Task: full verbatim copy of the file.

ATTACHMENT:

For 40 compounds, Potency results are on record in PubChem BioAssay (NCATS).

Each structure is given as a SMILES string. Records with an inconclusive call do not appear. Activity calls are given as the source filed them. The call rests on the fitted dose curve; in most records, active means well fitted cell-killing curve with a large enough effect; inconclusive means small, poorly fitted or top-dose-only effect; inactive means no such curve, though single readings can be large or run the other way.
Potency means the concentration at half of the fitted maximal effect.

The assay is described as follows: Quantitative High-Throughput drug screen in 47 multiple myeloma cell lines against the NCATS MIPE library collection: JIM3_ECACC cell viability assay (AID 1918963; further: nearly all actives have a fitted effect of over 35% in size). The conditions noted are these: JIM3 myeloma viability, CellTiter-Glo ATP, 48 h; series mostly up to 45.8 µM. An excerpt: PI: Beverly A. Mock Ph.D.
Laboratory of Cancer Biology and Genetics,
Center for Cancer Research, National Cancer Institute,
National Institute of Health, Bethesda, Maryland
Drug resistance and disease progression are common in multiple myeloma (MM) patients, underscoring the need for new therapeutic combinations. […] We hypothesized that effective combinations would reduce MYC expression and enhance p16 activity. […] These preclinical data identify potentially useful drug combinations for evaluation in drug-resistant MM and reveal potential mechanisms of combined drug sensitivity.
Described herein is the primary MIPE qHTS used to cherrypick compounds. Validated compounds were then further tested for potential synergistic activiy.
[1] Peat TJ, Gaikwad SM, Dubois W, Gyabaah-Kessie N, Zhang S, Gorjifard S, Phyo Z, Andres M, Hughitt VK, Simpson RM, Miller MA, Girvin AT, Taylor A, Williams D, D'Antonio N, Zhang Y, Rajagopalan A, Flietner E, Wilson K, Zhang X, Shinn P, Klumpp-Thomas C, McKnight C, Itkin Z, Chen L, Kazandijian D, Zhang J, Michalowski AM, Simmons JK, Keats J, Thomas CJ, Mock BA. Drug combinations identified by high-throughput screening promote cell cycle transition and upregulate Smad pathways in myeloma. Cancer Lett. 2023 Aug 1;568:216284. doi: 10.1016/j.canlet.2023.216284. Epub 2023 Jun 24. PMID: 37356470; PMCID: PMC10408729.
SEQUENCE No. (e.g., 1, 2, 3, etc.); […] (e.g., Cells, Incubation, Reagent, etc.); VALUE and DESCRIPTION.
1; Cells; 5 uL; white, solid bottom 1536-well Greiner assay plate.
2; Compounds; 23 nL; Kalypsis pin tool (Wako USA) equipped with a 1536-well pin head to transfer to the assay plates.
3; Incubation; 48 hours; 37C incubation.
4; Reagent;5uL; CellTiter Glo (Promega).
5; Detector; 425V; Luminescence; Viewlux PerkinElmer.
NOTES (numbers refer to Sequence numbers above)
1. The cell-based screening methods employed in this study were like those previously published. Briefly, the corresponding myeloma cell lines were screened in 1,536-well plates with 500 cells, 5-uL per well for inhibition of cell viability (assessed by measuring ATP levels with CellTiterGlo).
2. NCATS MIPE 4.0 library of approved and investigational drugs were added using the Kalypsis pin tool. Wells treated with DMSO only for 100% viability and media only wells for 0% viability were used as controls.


For 40 compounds, Potency results are on record in PubChem BioAssay (NCATS).

Each structure is given as a SMILES string. Records with an inconclusive call do not appear. Activity calls are given as the source filed them. The call rests on the fitted dose curve; in most records, active means well fitted cell-killing curve with a large enough effect; inconclusive means small, poorly fitted or top-dose-only effect; inactive means no such curve, though single readings can be large or run the other way.
Potency means the concentration at half of the fitted maximal effect.

The assay is described as follows: Quantitative High-Throughput drug screen in 47 multiple myeloma cell lines against the NCATS MIPE library collection: JIM3_ECACC cell viability assay (AID 1918963; further: nearly all actives have a fitted effect of over 35% in size). The conditions noted are these: JIM3 myeloma viability, CellTiter-Glo ATP, 48 h; series mostly up to 45.8 µM. An excerpt: PI: Beverly A. Mock Ph.D.
Laboratory of Cancer Biology and Genetics,
Center for Cancer Research, National Cancer Institute,
National Institute of Health, Bethesda, Maryland
Drug resistance and disease progression are common in multiple myeloma (MM) patients, underscoring the need for new therapeutic combinations. […] We hypothesized that effective combinations would reduce MYC expression and enhance p16 activity. […] These preclinical data identify potentially useful drug combinations for evaluation in drug-resistant MM and reveal potential mechanisms of combined drug sensitivity.
Described herein is the primary MIPE qHTS used to cherrypick compounds. Validated compounds were then further tested for potential synergistic activiy.
[1] Peat TJ, Gaikwad SM, Dubois W, Gyabaah-Kessie N, Zhang S, Gorjifard S, Phyo Z, Andres M, Hughitt VK, Simpson RM, Miller MA, Girvin AT, Taylor A, Williams D, D'Antonio N, Zhang Y, Rajagopalan A, Flietner E, Wilson K, Zhang X, Shinn P, Klumpp-Thomas C, McKnight C, Itkin Z, Chen L, Kazandijian D, Zhang J, Michalowski AM, Simmons JK, Keats J, Thomas CJ, Mock BA. Drug combinations identified by high-throughput screening promote cell cycle transition and upregulate Smad pathways in myeloma. Cancer Lett. 2023 Aug 1;568:216284. doi: 10.1016/j.canlet.2023.216284. Epub 2023 Jun 24. PMID: 37356470; PMCID: PMC10408729.
SEQUENCE No. (e.g., 1, 2, 3, etc.); […] (e.g., Cells, Incubation, Reagent, etc.); VALUE and DESCRIPTION.
1; Cells; 5 uL; white, solid bottom 1536-well Greiner assay plate.
2; Compounds; 23 nL; Kalypsis pin tool (Wako USA) equipped with a 1536-well pin head to transfer to the assay plates.
3; Incubation; 48 hours; 37C incubation.
4; Reagent;5uL; CellTiter Glo (Promega).
5; Detector; 425V; Luminescence; Viewlux PerkinElmer.
NOTES (numbers refer to Sequence numbers above)
1. The cell-based screening methods employed in this study were like those previously published. Briefly, the corresponding myeloma cell lines were screened in 1,536-well plates with 500 cells, 5-uL per well for inhibition of cell viability (assessed by measuring ATP levels with CellTiterGlo).
2. NCATS MIPE 4.0 library of approved and investigational drugs were added using the Kalypsis pin tool. Wells treated with DMSO only for 100% viability and media only wells for 0% viability were used as controls.